Thirteen percent of Spanish respondents said they had lost their job because of the pandemic, compared with 10 percent of Americans, 7 percent of the British and 4 percent of Germans. Greater numbers said they have had their pay or hours cut, ranging from 12 percent in the US and UK to 16 percent in Singapore. That economic toll seems almost certain to rise. Initial claims for US unemployment insurance surged by a record of more than 3 million in the week ended March 21, the first period to reflect widespread shutdowns because of the pandemic.

The online survey, conducted from March 21 to March 27, sampled the opinions of 1,000 Americans and a little over 500 people each in the UK, Germany, Spain, Australia and Singapore, balanced by age and gender to reflect the wider population. 

Douglas J. Elliott

Partner, Oliver Wyman

Doug is a Partner who focuses on the intersection of public policy and finance. He meets with hundreds of senior policymakers and executives each year to explore the future of the financial sector. These conversations fuel numerous papers and speeches. He is fascinated by the role of data in transforming finance and is an evangelist for the importance of devising rules of the road for data usage that spur innovation while protecting rights and balancing other social objectives. Prior to Oliver Wyman, he was a Scholar at the Brookings Institution, a Visiting Scholar at the International Monetary Fund, and a financial institutions investment banker. He graduated from Harvard College and Duke University.

Ana Kreacic

Chief Operating Officer, Oliver Wyman Forum; Partner, Chief Knowledge Officer, Oliver Wyman

Ana is the Chief Knowledge Officer of the Oliver Wyman Group, the Chief Operating Officer of the Oliver Wyman Forum and a Co-leader of the New York office. She advises clients in areas of strategy, offer development, and new business start-ups. Ana’s work focuses on the opportunities, uncertainties, and challenges stemming from rapidly changing data and business landscapes. She regularly convenes senior leaders to explore these complicated issues. Ana also is passionate about education, mentoring, immigrant issues, and women’s advancement initiatives, and serves on multiple boards, including Upwardly Global and the Stamford Symphony Orchestra. She graduated from the University of Maryland and the Wharton School.

Lorenzo Miláns del Bosch

Partner, Oliver Wyman

Lorenzo has been a Partner with Oliver Wyman for 20 years, working in the telecommunications space. He has advised some of the world leading companies in strategy, marketing, and commercial and public policy topics. Working on numerous big data and artificial intelligence-related projects has shown Lorenzo that data could be an asset and driving force of transformation for companies. At the same time, data is at the core of numerous public policy discussions. Lorenzo wants to help find the proper and dynamic equilibrium between the potential of data to create economic value and social wealth, on the one hand, and individual rights to privacy and identity, on the other. Before joining Oliver Wyman, Lorenzo was a Director with the National Economic Research Associates. Lorenzo is an avid reader of philosophy and mathematics and an ever-learning aficionado of jazz guitar. He holds a PhD in theoretical physics and a MSc in innovation management.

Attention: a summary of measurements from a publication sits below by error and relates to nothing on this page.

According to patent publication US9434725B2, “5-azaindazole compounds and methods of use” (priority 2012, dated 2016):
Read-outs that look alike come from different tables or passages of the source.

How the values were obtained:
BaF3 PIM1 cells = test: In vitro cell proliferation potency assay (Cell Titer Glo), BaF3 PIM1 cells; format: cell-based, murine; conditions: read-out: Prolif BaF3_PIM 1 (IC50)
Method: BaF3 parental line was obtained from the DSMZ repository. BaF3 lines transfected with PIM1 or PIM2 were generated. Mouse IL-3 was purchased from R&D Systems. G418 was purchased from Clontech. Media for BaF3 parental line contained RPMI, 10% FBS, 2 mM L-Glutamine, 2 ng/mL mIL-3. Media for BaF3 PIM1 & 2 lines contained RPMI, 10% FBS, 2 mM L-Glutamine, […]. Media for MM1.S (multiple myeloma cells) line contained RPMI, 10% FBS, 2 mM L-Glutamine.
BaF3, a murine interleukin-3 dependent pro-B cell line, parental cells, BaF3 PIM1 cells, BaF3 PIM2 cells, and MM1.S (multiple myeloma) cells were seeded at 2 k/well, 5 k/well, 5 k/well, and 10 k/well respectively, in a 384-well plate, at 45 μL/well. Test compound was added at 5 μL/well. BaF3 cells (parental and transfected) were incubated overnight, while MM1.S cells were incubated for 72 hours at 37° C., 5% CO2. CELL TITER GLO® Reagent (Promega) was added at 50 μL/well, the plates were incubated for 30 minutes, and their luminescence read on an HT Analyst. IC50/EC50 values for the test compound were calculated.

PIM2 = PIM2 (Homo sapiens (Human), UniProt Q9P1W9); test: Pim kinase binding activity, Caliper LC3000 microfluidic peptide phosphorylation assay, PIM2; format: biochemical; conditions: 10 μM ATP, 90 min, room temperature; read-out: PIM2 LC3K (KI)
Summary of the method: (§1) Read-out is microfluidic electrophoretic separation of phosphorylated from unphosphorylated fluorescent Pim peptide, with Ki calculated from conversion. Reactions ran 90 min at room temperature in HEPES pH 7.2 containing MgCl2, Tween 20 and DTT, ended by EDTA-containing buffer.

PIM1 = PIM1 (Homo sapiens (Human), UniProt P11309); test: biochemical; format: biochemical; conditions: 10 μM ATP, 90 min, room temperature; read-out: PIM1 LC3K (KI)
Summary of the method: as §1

Lisa Quest

Partner, Oliver Wyman

Lisa is a Partner and Head of Public Sector for the UK and Ireland. She advises senior government officials on a broad range of issues, including regulation and supervision, organizational design and effectiveness. She has significant experience working with data in public sector transformational change and is fascinated by the ways it can be used to predict behavior and to build previously unimaginable new infrastructure. Lisa is also an Academic Fellow with the London School of Economics Centre for Risk and Regulation, focusing on the development of technology regulation. She is an active triathlete and on the board of the Best Beginning charity. She graduated from Western University and the London School of Economics.